Palma, a town on the coast of Mozambique's Cabo Delgado Province previously captured by Islamic State affiliate Ahlu Sunnah Wa-Jamo (ASWJ), has been reclaimed by the Mozambique Armed Defense Forces (MADF). Although it remains unclear the exact number of casualties sustained by ASWJ or government forces, the quick return of the town to normalcy will be key if Maputo is to salvage the economic potential it once possessed.
The government of Mozambique has struggled to clamp down on the Islamic State’s Central Africa Province (ISCAP) for several years. Ahlu Sunnah Wa-Jamo, an offshoot of ISCAP, has long remained a thorn in the side of Maputo in its quest to develop into a strong and stable state. Specifically, ASWJ has proven extremely effective at hampering the potential economic development of Mozambique by targeting Light Natural Gas (LNG) projects along the country's shores.
On March 24, ASWJ acted on this strategy when several hundred fighters battled their way to within 6 miles of French energy conglomerate Total's Light Natural Gas (LNG) facility outside Palma. Although the exact cost of that offensive remains unclear, American intelligence agencies have indicated at least forty foreigners working or visiting the area were killed during the attack. Furthermore, in the weeks prior to the town's fall, at least half of the city's 75,000 residents fled towards surrounding metropolitan areas.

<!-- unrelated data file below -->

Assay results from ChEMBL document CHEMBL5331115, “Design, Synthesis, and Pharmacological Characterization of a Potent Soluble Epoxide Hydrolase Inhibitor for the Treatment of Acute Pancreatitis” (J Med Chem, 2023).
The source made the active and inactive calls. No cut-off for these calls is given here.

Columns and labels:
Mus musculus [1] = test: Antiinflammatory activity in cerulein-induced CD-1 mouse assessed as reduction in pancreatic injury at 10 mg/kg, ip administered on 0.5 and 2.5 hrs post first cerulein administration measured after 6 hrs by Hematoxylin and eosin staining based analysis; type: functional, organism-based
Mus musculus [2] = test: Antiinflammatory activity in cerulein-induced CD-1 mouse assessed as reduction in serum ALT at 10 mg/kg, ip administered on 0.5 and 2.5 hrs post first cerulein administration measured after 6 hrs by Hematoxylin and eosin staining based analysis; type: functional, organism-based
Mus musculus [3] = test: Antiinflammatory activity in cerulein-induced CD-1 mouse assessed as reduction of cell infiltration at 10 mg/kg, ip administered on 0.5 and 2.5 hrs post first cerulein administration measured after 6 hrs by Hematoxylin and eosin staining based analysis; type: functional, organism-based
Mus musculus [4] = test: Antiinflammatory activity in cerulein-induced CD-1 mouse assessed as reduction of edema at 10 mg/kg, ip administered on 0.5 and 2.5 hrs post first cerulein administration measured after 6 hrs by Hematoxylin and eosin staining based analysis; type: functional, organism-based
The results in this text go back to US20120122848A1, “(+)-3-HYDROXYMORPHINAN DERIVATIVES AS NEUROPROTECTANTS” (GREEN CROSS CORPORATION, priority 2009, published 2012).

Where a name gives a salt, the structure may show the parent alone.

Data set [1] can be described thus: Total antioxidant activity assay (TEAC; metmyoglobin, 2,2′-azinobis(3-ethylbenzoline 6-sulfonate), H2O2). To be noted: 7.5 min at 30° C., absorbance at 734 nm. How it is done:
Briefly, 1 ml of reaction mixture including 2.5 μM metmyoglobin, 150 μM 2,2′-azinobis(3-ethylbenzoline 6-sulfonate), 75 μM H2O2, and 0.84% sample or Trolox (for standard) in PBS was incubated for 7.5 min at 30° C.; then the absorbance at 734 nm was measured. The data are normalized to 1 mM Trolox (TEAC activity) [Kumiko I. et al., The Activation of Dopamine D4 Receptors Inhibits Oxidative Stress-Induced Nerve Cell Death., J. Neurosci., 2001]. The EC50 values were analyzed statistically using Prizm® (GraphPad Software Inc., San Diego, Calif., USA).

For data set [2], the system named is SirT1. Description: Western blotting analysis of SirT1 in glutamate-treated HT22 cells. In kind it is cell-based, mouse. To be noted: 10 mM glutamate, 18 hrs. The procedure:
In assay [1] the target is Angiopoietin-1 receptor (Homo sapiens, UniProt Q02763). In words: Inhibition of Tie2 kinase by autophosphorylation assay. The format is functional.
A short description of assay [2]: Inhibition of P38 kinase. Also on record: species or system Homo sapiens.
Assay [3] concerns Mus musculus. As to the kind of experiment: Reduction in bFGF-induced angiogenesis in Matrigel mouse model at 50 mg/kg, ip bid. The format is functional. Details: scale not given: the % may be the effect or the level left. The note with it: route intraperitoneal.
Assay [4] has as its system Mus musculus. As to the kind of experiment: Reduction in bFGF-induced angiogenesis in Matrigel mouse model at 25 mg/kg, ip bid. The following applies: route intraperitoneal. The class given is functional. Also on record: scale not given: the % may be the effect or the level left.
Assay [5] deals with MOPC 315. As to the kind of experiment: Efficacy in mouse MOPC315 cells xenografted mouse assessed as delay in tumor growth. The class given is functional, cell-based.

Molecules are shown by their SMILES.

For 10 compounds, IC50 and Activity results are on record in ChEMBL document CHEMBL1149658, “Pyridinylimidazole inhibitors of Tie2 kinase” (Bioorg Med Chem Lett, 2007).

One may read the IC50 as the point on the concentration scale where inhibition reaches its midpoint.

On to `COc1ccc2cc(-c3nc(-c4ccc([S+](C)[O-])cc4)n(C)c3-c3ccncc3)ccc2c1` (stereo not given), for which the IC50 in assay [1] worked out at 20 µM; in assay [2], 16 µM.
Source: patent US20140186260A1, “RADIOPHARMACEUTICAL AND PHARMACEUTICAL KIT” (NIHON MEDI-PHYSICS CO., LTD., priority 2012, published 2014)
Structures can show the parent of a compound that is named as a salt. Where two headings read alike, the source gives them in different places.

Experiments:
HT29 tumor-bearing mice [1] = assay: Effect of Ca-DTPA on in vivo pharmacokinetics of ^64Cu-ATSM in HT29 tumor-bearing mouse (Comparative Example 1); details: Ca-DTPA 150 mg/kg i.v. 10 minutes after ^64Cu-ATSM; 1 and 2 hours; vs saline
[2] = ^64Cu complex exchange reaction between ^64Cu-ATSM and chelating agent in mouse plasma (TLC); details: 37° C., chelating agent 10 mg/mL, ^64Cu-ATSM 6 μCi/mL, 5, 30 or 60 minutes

Although the recapture of the town is a major blow to Ahlu Sunnah Wa-Jamo on the tactical level, the operational and strategic blow to the government of Mozambique is significant. ASWJ has shown is clear terms to potential investors worldwide that the government in Maputo can not be trusted to protect major investments, while simultaneously disrupting the daily life of the local population. Thus, The Intelligence Ledger's original assessment remains true, as it is likely there will be a year-long delay until the overall security situation in Cabo Delgado improves.